In 1898 Daly relocated to Charleroi, where he became engaged as a clerk in the Bank of Charleroi, serving under his father Thomas, who was then the bank president. Kerfoot Daly married in Pittsburgh on June 6, 1900, to Mary Elizabeth Thompson, with whom he would have one daughter, Mary Violet Daly McFarland (1904-2002). Shortly after his marriage Daly was named as cashier of the Bank of Charleroi and subsequently served in this capacity for two decades. During his lengthy tenure as bank cashier Daly rose to further prominence in other areas of local business, including a period as treasurer of the West Side Street Railway Company in Charleroi and was a director of the Monongahela Trust Company. In addition to the above posts, Daly was also a longtime member of the Charleroi Chamber of Commerce and the Washington County, Pennsylvania Banker's Association.
Kerfoot W. Daly in his younger days, pictured in the "Banks and Bankers of the Keystone State", 1905.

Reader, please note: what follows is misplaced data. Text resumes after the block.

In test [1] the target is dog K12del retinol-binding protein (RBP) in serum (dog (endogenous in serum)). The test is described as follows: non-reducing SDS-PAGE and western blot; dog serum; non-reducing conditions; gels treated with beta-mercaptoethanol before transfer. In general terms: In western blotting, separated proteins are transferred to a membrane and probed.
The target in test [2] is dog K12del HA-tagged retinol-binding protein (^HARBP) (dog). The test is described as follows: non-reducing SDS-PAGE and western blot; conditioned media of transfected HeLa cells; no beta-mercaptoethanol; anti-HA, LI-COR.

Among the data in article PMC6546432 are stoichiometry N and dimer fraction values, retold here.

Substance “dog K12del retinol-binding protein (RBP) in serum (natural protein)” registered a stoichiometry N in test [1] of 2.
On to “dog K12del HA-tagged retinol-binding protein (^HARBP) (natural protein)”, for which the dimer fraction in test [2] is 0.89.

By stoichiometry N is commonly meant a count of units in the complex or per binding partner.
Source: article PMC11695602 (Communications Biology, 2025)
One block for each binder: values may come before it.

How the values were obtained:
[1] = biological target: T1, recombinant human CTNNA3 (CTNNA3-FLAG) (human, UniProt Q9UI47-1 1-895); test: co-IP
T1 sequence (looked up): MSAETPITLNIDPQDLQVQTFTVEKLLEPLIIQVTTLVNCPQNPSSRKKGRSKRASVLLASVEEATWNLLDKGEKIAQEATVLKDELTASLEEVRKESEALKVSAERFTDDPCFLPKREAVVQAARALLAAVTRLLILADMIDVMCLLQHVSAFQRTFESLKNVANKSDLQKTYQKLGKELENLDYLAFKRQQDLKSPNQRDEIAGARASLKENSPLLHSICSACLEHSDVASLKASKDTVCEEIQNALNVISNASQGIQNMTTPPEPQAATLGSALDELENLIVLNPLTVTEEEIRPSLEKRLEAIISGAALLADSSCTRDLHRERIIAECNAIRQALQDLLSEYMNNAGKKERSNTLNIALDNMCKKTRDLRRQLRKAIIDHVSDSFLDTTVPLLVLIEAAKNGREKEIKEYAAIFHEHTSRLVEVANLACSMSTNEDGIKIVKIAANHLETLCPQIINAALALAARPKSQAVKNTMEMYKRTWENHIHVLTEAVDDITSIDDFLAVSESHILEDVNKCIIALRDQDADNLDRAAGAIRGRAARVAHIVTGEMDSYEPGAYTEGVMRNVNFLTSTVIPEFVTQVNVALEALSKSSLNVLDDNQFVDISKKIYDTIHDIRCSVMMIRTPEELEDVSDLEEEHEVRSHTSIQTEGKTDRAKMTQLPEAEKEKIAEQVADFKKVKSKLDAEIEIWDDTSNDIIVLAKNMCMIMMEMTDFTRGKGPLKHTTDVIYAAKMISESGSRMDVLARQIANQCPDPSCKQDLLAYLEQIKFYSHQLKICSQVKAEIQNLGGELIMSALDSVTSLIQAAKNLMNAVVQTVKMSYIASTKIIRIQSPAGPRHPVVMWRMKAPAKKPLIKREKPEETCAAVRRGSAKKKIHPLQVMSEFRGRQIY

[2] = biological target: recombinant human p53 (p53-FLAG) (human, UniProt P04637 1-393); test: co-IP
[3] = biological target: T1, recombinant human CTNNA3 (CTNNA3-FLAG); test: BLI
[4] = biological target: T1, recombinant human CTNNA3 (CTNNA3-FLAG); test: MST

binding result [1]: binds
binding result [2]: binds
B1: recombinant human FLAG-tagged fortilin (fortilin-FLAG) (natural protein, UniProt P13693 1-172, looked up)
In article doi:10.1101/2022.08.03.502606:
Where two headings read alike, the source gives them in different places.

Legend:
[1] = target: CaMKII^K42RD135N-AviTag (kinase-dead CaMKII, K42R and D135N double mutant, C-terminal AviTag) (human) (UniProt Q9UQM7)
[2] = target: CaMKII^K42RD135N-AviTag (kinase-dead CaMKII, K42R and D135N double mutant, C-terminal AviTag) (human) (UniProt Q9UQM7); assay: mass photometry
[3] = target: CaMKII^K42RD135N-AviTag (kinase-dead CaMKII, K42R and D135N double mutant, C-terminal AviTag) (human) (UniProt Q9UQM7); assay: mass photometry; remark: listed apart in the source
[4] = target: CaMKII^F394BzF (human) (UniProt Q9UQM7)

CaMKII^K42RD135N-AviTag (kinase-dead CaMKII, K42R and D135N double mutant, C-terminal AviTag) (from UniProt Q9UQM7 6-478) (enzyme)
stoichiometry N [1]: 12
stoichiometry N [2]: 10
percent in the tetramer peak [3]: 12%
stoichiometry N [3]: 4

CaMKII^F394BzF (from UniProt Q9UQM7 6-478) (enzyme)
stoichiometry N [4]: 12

As a distinguished citizen in Charleroi, Kerfoot Daly was sought after to serve in a number of areas not related to banking, including being the chairman of the Liberty Loan Drive in Washington County, as well as the War Savings Stamps campaign during the First World War. Active in Republican party circles in his native county, Daly represented Washington County on the Pennsylvania Republican State Committee for sixteen years and in 1916 was selected as a Republican Presidential elector for Pennsylvania's 24th congressional district, casting his ballot for candidates Charles Evans Hughes and Charles W. Fairbanks. Although he was a leading figure in the Republican party in Washington County, the Charleroi Mail noted that Daly "was never a candidate for public office," noting that he "thrust aside many times pressure to be the party's candidate for several high offices." In 1924 Daly served as part of the Pennsylvania delegation to the Republican National Convention in Cleveland that nominated Calvin Coolidge for the Presidency.